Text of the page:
Law in Context: Atiyah's Accidents, Compensation and the Law
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Law in Context: Atiyah's Accidents, Compensation and the Law

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Description

Now in its ninth edition, Atiyah's Accidents, Compensation and the Law explores the recent and continuous developments in personal injury law by applying social context to the relevant legal principles. Those principles remain in need of radical reform. Updates to the text include discussion of the major changes to the way compensation is calculated and claimed, evolving funding arrangements for personal injury litigation, and dramatic shifts in the claims management industry. Suitable for both undergraduate and postgraduate students taking courses in tort law, this new edition balances theory, practice and context. It draws on new legislation, research and case law to offer the reader thought-provoking examples and analysis.
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Product details

  • Paperback | 530 pages
  • 173 x 246 x 23mm | 1,060g
  • Cambridge, United Kingdom
  • English
  • Revised
  • 9th Revised edition
  • Worked examples or Exercises; 4 Tables, black and white
  • 1108431747
  • 9781108431743
  • 543,329

Table of contents

Part I. The Issues in Perspective: 1. Introduction: surveying the field; Part II. The Tort System in Theory: 2. Fault as a basis of liability; 3. The scope of the tort of negligence; 4. Departures from the fault principle; 5. Causation and remoteness of damage; 6. Damages for personal injury and death; 7. An appraisal of the fault principle; Part III. The Tort System in Operation: 8. Claims and claimants; 9. Tortfeasors and insurers; 10. Settlements and trials; Part IV. Other Compensation Systems: 11. First-party insurance; 12. Compensation for criminal injuries; 13. The social security system; 14. Other forms of assistance; Part V. The Overall Picture: 15. A plethora of systems; 16. The cost of compensation and who pays it; 17. The functions of compensation systems; Part VI. The Future: 18. Accident compensation in the twenty-first century.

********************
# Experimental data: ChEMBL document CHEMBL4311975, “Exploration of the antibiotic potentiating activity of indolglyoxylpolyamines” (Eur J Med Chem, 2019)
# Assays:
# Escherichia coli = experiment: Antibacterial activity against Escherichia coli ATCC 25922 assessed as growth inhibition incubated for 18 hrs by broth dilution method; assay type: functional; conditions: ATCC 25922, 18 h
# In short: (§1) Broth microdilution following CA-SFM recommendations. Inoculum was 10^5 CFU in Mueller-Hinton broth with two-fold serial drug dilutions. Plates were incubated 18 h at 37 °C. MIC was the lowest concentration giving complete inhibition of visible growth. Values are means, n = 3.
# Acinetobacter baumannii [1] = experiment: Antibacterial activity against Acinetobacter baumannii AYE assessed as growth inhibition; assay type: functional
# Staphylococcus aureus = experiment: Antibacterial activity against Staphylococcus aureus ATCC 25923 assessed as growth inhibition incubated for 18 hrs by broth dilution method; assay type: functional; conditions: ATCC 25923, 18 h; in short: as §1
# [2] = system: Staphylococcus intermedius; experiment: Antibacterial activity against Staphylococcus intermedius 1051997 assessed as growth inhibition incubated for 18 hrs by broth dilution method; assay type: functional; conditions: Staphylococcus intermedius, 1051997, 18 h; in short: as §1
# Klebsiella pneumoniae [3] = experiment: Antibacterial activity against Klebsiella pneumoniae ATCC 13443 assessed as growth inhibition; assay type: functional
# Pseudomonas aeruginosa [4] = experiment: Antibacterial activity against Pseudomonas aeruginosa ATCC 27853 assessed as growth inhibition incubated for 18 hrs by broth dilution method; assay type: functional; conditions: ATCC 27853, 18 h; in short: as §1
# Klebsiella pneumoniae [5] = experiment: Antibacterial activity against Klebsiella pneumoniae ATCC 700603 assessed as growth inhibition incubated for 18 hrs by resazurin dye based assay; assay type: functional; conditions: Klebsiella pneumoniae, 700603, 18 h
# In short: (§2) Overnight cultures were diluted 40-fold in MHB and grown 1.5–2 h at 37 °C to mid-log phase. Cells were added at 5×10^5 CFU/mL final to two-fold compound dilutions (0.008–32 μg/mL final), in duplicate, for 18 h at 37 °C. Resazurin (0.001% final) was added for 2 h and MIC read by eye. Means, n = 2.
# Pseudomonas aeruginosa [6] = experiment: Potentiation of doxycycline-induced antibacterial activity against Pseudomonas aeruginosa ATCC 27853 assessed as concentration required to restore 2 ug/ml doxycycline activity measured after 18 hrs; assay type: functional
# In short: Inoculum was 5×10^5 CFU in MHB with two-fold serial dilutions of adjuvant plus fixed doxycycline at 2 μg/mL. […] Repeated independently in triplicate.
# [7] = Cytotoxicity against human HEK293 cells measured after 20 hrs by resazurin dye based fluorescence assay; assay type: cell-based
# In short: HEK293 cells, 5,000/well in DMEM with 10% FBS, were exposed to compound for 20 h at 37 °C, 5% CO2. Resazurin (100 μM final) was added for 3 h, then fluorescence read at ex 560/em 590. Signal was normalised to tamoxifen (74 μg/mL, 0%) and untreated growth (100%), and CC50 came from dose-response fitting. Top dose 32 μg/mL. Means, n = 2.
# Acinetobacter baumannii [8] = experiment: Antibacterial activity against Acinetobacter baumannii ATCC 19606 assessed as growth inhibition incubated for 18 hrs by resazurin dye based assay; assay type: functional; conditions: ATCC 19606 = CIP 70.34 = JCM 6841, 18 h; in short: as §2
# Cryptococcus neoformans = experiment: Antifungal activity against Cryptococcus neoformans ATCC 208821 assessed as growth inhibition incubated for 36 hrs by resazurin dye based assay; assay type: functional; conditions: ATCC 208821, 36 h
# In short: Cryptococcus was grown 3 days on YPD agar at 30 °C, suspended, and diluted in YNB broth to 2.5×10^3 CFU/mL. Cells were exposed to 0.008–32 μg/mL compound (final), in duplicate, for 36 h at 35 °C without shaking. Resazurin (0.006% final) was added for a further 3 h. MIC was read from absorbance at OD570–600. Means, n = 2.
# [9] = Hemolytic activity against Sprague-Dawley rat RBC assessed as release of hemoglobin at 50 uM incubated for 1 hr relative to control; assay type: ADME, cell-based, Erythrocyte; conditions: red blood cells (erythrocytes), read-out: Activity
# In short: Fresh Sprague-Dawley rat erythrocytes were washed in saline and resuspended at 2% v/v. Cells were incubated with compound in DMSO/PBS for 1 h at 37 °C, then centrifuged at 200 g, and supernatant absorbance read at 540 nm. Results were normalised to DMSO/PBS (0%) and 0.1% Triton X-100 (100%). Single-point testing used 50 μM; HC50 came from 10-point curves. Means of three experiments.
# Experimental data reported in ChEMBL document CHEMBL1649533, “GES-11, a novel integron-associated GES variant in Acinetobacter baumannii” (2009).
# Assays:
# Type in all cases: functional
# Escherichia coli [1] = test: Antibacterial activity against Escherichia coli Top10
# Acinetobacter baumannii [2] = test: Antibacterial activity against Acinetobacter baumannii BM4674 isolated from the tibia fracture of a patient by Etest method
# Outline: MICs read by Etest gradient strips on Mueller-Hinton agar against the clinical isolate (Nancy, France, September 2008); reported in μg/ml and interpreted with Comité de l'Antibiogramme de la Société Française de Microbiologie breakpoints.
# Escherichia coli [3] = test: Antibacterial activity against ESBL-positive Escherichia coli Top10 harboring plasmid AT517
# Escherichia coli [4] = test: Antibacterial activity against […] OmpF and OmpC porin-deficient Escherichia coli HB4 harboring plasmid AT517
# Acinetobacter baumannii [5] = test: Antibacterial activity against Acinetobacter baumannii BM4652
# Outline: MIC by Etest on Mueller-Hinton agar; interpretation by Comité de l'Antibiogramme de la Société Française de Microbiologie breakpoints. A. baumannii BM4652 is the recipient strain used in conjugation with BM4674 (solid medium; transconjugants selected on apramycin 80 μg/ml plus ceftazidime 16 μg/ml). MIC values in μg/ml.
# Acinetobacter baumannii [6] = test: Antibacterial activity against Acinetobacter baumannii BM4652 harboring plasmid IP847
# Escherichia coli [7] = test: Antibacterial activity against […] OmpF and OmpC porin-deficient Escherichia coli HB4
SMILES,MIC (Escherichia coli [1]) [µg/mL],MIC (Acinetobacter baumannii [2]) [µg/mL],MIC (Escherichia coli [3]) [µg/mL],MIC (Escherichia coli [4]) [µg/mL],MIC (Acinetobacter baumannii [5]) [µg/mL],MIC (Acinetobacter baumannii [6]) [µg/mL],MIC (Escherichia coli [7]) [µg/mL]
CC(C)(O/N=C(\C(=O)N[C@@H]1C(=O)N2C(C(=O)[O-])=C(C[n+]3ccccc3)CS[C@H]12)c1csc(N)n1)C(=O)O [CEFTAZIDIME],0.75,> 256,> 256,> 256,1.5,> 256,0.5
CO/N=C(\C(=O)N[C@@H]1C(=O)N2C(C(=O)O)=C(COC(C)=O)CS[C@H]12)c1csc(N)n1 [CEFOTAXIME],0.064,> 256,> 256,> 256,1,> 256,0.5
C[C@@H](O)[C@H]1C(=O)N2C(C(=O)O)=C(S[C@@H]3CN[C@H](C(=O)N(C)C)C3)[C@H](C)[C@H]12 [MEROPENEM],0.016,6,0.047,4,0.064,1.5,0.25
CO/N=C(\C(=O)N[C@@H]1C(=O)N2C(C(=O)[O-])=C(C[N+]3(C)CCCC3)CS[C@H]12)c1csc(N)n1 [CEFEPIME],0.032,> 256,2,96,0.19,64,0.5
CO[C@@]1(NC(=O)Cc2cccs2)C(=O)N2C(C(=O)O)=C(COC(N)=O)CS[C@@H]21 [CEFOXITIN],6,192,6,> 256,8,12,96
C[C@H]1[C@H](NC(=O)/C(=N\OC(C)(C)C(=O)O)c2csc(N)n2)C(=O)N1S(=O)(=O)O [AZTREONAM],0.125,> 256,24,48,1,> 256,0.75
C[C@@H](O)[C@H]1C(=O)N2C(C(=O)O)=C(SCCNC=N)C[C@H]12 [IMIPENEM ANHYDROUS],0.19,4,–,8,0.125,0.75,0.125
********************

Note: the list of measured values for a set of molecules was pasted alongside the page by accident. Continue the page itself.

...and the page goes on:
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Review quote

'Since the 1970s, Atiyah's Accidents, Compensation and the Law has provided an invaluable counter-narrative to mainstream tort scholarship and this new edition is no exception. The core critique, whilst familiar, is integrated with an updated analysis of the political, social and economic context in which the law, and the system that underpins it, operates. It remains a 'must read' for students.' Annette Morris, Cardiff University 'As it has been from its first edition, this remains the definitive work on liability and compensation for accidental injury. The new editorial team (Goudkamp joining Cane) treads a careful path through the controversies surrounding the alleged 'compensation culture' but never shies from advancing its own, informed and persuasive perspective on the issues.' Ken Oliphant, Deputy Head of School, University of Bristol Law School 'This classic text has provided a continuing source of inspiration for my research and an essential accompaniment to my teaching for the past forty years. In revealing the wider context of tort law it brings the subject to life. Its critique of personal injury litigation remains as important as ever.' Richard Lewis, Cardiff University `Since the 1970s, Atiyah's Accidents, Compensation and the Law has provided an invaluable counter-narrative to mainstream tort scholarship and this new edition is no exception. The core critique, whilst familiar, is integrated with an updated analysis of the political, social and economic context in which the law, and the system that underpins it, operates. It remains a `must read' for students.' Annette Morris, Cardiff University `As it has been from its first edition, this remains the definitive work on liability and compensation for accidental injury. The new editorial team (Goudkamp joining Cane) treads a careful path through the controversies surrounding the alleged 'compensation culture' but never shies from advancing its own, informed and persuasive perspective on the issues.' Ken Oliphant, Deputy Head of School, University of Bristol Law School `This classic text has provided a continuing source of inspiration for my research and an essential accompaniment to my teaching for the past forty years. In revealing the wider context of tort law it brings the subject to life. Its critique of personal injury litigation remains as important as ever.' Richard Lewis, Cardiff University
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About Peter Cane

Peter Cane is Senior Research Fellow at Christ's College, Cambridge and Emeritus Distinguished Professor of Law at the Australian National University College of Law. James Goudkamp is Professor of the Law of Obligations at the University of Oxford.
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Rating details

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